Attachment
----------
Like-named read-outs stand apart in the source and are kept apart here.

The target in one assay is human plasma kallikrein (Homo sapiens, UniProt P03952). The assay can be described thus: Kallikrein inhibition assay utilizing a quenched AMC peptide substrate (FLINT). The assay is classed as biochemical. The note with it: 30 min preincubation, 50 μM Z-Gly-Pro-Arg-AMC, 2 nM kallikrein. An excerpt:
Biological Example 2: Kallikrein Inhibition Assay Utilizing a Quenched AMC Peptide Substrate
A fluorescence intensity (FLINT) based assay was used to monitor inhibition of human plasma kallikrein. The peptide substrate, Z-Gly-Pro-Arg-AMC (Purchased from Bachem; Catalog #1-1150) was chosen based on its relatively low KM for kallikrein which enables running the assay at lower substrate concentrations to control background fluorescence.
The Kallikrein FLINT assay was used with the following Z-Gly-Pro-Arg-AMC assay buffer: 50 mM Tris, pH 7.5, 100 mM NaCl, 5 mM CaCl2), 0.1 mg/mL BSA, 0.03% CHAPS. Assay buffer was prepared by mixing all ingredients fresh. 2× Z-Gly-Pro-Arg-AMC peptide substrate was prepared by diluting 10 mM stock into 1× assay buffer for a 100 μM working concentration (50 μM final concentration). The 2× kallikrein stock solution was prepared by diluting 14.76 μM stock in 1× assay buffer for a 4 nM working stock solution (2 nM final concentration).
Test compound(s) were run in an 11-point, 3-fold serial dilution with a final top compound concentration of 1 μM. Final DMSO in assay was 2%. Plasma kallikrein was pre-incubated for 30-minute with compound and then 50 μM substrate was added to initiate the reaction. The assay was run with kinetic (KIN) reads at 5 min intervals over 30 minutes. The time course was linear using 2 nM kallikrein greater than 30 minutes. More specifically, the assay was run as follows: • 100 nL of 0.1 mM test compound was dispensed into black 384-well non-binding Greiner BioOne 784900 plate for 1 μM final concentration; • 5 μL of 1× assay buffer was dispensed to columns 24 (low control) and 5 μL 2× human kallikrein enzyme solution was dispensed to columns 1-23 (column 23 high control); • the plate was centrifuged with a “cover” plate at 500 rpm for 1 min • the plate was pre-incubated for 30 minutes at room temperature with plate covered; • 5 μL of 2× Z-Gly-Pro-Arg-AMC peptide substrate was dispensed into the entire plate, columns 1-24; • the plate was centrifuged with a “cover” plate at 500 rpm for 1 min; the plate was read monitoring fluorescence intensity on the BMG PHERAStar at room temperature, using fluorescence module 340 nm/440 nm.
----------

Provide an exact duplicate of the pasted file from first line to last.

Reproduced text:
Like-named read-outs stand apart in the source and are kept apart here.

The target in one assay is human plasma kallikrein (Homo sapiens, UniProt P03952). The assay can be described thus: Kallikrein inhibition assay utilizing a quenched AMC peptide substrate (FLINT). The assay is classed as biochemical. The note with it: 30 min preincubation, 50 μM Z-Gly-Pro-Arg-AMC, 2 nM kallikrein. An excerpt:
Biological Example 2: Kallikrein Inhibition Assay Utilizing a Quenched AMC Peptide Substrate
A fluorescence intensity (FLINT) based assay was used to monitor inhibition of human plasma kallikrein. The peptide substrate, Z-Gly-Pro-Arg-AMC (Purchased from Bachem; Catalog #1-1150) was chosen based on its relatively low KM for kallikrein which enables running the assay at lower substrate concentrations to control background fluorescence.
The Kallikrein FLINT assay was used with the following Z-Gly-Pro-Arg-AMC assay buffer: 50 mM Tris, pH 7.5, 100 mM NaCl, 5 mM CaCl2), 0.1 mg/mL BSA, 0.03% CHAPS. Assay buffer was prepared by mixing all ingredients fresh. 2× Z-Gly-Pro-Arg-AMC peptide substrate was prepared by diluting 10 mM stock into 1× assay buffer for a 100 μM working concentration (50 μM final concentration). The 2× kallikrein stock solution was prepared by diluting 14.76 μM stock in 1× assay buffer for a 4 nM working stock solution (2 nM final concentration).
Test compound(s) were run in an 11-point, 3-fold serial dilution with a final top compound concentration of 1 μM. Final DMSO in assay was 2%. Plasma kallikrein was pre-incubated for 30-minute with compound and then 50 μM substrate was added to initiate the reaction. The assay was run with kinetic (KIN) reads at 5 min intervals over 30 minutes. The time course was linear using 2 nM kallikrein greater than 30 minutes. More specifically, the assay was run as follows: • 100 nL of 0.1 mM test compound was dispensed into black 384-well non-binding Greiner BioOne 784900 plate for 1 μM final concentration; • 5 μL of 1× assay buffer was dispensed to columns 24 (low control) and 5 μL 2× human kallikrein enzyme solution was dispensed to columns 1-23 (column 23 high control); • the plate was centrifuged with a “cover” plate at 500 rpm for 1 min • the plate was pre-incubated for 30 minutes at room temperature with plate covered; • 5 μL of 2× Z-Gly-Pro-Arg-AMC peptide substrate was dispensed into the entire plate, columns 1-24; • the plate was centrifuged with a “cover” plate at 500 rpm for 1 min; the plate was read monitoring fluorescence intensity on the BMG PHERAStar at room temperature, using fluorescence module 340 nm/440 nm.